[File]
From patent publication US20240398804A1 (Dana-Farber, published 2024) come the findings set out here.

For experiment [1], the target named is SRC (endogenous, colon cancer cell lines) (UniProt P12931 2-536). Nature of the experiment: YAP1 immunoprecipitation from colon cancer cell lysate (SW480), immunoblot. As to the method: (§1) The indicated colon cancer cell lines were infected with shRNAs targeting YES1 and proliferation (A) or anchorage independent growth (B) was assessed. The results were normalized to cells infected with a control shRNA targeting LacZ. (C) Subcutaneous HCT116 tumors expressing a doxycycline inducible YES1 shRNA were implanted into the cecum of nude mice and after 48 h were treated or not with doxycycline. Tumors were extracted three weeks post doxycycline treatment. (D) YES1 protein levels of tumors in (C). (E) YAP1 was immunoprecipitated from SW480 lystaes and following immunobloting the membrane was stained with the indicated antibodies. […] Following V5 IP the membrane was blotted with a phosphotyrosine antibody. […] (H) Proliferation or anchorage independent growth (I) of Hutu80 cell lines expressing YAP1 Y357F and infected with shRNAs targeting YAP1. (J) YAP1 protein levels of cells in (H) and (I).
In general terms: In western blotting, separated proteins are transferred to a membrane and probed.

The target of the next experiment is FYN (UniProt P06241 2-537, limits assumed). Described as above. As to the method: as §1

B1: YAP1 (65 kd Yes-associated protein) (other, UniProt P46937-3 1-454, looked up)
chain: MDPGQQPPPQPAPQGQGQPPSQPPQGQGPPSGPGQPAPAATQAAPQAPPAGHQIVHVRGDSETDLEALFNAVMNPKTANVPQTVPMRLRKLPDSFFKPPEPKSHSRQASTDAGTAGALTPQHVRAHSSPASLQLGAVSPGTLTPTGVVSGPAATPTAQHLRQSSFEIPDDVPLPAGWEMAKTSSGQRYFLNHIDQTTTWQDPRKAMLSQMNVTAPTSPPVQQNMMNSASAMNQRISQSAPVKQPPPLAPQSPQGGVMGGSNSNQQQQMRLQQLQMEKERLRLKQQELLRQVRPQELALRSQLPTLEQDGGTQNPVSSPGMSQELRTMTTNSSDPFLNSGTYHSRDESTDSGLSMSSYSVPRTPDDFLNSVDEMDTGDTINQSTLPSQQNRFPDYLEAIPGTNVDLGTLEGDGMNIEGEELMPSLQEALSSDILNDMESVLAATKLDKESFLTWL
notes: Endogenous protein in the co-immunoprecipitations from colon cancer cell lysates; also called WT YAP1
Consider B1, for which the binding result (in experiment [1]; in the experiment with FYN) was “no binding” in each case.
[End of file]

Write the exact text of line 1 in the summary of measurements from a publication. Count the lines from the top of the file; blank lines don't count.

From patent publication US20240398804A1 (Dana-Farber, published 2024) come the findings set out here.